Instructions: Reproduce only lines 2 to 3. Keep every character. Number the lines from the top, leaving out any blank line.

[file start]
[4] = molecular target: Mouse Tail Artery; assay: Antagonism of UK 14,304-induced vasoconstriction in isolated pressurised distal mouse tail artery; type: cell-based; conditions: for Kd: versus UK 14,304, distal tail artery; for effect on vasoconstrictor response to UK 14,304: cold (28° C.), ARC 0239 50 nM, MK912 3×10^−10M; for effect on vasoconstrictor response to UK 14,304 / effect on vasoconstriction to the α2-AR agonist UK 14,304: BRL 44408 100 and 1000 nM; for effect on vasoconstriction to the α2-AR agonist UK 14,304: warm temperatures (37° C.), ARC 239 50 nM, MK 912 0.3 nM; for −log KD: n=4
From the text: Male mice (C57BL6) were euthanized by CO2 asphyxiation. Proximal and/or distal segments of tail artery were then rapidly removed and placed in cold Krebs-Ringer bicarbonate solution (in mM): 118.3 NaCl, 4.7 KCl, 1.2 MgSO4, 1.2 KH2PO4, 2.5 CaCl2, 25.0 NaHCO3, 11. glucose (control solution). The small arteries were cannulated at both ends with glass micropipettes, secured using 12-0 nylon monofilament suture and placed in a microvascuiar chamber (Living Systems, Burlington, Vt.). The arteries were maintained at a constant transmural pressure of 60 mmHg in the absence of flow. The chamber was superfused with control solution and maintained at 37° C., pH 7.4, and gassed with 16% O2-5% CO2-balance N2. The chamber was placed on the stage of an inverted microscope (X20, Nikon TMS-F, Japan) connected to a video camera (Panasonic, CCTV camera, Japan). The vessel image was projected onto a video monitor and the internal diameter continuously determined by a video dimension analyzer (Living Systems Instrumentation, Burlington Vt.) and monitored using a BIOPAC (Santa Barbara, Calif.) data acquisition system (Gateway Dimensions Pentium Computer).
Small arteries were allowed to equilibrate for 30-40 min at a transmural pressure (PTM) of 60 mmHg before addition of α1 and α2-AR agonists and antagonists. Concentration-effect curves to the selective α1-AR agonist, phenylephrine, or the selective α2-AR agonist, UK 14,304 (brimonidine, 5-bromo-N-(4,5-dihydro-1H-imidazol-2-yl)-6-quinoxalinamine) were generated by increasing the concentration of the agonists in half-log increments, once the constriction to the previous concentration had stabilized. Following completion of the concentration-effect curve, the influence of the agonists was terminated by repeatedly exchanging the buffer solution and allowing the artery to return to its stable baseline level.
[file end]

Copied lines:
From the text: Male mice (C57BL6) were euthanized by CO2 asphyxiation. Proximal and/or distal segments of tail artery were then rapidly removed and placed in cold Krebs-Ringer bicarbonate solution (in mM): 118.3 NaCl, 4.7 KCl, 1.2 MgSO4, 1.2 KH2PO4, 2.5 CaCl2, 25.0 NaHCO3, 11. glucose (control solution). The small arteries were cannulated at both ends with glass micropipettes, secured using 12-0 nylon monofilament suture and placed in a microvascuiar chamber (Living Systems, Burlington, Vt.). The arteries were maintained at a constant transmural pressure of 60 mmHg in the absence of flow. The chamber was superfused with control solution and maintained at 37° C., pH 7.4, and gassed with 16% O2-5% CO2-balance N2. The chamber was placed on the stage of an inverted microscope (X20, Nikon TMS-F, Japan) connected to a video camera (Panasonic, CCTV camera, Japan). The vessel image was projected onto a video monitor and the internal diameter continuously determined by a video dimension analyzer (Living Systems Instrumentation, Burlington Vt.) and monitored using a BIOPAC (Santa Barbara, Calif.) data acquisition system (Gateway Dimensions Pentium Computer).
Small arteries were allowed to equilibrate for 30-40 min at a transmural pressure (PTM) of 60 mmHg before addition of α1 and α2-AR agonists and antagonists. Concentration-effect curves to the selective α1-AR agonist, phenylephrine, or the selective α2-AR agonist, UK 14,304 (brimonidine, 5-bromo-N-(4,5-dihydro-1H-imidazol-2-yl)-6-quinoxalinamine) were generated by increasing the concentration of the agonists in half-log increments, once the constriction to the previous concentration had stabilized. Following completion of the concentration-effect curve, the influence of the agonists was terminated by repeatedly exchanging the buffer solution and allowing the artery to return to its stable baseline level.